- Aluminium prices have jumped significantly ... (and) increasing freight charges, price spreads and exchange rates are all having a big impact on processors
TAIYUAN: Aluminium processors in China face slimmer profits this year due to surging metal prices, Shandong Nanshan Aluminium Co Ltd's chairman said on Thursday.
Prices of aluminum, used in products from food cans to airplanes, have risen by more than 50% this year on strong demand and output cuts due to an energy crisis and flooding in top producer China.
"Aluminium prices have jumped significantly ... (and) increasing freight charges, price spreads and exchange rates are all having a big impact on processors," Lu Zhengfeng, chairman of the Shandong-based firm told a conference at Antaike's China International Aluminium Week.
The most-traded November aluminum contract on the Shanghai Futures Exchange rose to around its highest since May 2006, while three-month aluminum on the London Metal Exchange was at its strongest since July 2008.
Electricity prices have reached record highs in recent weeks, driven by power shortages across Asia and Europe, with China's crisis expected to last to the end of the year, crimping growth in the world's second-largest economy.
Power-intensive aluminum smelting is expected to be one of the worst-hit metal sectors.
Lu expects fabricators' revenues this year to be weaker than in 2020 and for them to face an even harder time after October.
"The upstream high aluminum prices have already transmitted to fabricators, and fabricators have to transfer the costs to the downstream sector," Lu said, adding it was uncertain whether aluminum end-users would accept that.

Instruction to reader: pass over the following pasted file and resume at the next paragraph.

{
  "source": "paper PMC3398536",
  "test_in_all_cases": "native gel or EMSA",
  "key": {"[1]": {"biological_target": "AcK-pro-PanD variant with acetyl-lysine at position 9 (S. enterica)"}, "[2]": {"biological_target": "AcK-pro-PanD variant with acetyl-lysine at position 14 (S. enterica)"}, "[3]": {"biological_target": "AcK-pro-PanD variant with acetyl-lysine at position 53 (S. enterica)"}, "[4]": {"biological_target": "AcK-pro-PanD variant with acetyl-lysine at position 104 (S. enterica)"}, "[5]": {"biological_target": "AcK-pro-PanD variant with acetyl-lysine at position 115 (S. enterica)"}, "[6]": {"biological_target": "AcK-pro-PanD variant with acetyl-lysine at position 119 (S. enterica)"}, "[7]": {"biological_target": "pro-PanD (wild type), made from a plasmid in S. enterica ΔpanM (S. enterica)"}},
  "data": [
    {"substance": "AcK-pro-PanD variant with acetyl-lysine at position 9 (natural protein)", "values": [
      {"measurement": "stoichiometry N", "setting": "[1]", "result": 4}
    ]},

China's state reserve bureau has sold 280,000 tonnes of aluminum so far this year in an effort to ease prices, but Lu said the volume was "too small" and would not have a big impact.
Surging prices of metals such as magnesium and silicon - ingredients in aluminum alloys - also hurt fabricators, said Wang Weidong, an analyst with state-backed research house Antaike.
Wang said aluminum consumption this year has fallen short of market expectations, notably in the property and infrastructure sectors.
Chalco Trading Group chief analyst Yao Xizhi warned production could be hurt due to recent power curbs, with China said to prioritise residential usage.
Antaike forecast the Chinese aluminum market would swing into a deficit of 200,000 tonnes in 2022 from a surplus of 180,000 tonnes this year, and projected Chinese state reserve sales of 300,000 tonnes next year.